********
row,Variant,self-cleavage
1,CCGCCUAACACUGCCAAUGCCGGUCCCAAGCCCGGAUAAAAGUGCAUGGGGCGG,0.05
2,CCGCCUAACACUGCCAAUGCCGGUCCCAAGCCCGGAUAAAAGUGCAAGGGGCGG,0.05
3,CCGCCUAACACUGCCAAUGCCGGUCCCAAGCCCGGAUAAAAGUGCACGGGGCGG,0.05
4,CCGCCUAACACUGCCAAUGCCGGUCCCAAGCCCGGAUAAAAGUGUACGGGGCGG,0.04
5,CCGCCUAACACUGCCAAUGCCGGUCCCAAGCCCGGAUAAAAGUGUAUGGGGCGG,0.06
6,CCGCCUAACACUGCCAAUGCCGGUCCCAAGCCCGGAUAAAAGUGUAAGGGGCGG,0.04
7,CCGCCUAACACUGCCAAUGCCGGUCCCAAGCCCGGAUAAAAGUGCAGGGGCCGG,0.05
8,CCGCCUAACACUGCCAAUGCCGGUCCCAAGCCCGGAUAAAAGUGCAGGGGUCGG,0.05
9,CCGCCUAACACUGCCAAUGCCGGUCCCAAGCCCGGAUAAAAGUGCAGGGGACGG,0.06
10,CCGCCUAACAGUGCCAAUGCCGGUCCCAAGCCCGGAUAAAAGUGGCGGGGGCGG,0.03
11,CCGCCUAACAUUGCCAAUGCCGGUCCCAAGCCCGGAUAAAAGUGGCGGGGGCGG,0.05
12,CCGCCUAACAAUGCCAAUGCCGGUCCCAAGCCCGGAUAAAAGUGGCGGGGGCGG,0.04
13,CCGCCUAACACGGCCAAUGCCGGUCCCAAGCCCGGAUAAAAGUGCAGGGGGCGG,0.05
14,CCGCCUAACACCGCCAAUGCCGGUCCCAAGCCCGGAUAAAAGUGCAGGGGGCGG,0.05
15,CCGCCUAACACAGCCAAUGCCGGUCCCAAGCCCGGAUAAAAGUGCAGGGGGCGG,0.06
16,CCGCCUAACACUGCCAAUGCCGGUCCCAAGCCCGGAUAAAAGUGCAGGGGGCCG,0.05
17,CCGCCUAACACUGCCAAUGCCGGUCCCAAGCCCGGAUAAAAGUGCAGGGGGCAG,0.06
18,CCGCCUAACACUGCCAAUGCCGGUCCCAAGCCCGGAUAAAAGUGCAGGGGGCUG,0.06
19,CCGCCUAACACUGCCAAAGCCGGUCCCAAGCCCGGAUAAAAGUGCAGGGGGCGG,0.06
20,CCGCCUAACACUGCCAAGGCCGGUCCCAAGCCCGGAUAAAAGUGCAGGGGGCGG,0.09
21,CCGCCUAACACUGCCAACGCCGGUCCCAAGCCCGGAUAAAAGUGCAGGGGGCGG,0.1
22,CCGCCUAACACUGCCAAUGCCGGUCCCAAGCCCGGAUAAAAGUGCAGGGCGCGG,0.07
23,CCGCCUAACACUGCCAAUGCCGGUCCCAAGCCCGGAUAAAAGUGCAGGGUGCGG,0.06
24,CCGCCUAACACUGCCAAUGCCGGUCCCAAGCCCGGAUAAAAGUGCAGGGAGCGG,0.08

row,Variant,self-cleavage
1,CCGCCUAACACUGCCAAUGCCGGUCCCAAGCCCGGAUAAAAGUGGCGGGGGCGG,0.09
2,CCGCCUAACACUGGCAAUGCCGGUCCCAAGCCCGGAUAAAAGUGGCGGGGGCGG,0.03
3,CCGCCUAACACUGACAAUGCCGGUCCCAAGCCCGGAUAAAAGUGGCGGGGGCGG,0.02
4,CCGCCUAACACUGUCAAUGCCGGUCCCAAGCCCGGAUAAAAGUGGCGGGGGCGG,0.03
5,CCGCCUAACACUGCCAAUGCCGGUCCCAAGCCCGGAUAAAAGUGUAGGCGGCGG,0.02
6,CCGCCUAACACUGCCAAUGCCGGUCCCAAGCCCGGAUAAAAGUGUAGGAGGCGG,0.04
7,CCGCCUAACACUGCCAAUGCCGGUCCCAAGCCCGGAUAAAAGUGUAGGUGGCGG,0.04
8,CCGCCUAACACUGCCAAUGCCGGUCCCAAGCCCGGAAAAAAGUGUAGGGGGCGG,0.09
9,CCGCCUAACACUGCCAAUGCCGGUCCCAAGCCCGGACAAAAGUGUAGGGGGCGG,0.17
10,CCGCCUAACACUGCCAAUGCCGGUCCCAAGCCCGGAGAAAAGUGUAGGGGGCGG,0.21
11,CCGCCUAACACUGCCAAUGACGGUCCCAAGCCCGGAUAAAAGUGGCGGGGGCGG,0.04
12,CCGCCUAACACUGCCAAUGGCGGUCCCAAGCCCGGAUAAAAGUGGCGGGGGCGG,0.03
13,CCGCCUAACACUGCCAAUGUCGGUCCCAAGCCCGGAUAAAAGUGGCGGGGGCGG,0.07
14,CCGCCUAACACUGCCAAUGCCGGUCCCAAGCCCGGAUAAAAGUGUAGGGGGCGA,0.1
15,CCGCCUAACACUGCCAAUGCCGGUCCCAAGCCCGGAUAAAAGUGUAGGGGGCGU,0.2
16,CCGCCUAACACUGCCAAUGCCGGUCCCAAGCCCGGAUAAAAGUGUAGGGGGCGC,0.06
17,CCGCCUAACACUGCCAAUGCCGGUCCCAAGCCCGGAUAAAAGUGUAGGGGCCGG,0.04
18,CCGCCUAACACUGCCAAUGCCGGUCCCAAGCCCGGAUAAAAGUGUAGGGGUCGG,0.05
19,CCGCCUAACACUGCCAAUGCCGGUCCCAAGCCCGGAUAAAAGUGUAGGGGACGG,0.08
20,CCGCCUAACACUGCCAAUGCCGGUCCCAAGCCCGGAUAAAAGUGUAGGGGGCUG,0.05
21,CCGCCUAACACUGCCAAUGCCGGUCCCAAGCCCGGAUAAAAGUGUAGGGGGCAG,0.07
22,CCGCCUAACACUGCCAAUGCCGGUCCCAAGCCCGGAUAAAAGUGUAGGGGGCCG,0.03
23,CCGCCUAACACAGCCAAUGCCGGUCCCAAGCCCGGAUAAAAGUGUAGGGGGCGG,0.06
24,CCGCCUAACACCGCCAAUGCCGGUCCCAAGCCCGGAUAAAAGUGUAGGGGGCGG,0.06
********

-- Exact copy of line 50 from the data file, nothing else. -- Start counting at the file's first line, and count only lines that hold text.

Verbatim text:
24,CCGCCUAACACCGCCAAUGCCGGUCCCAAGCCCGGAUAAAAGUGUAGGGGGCGG,0.06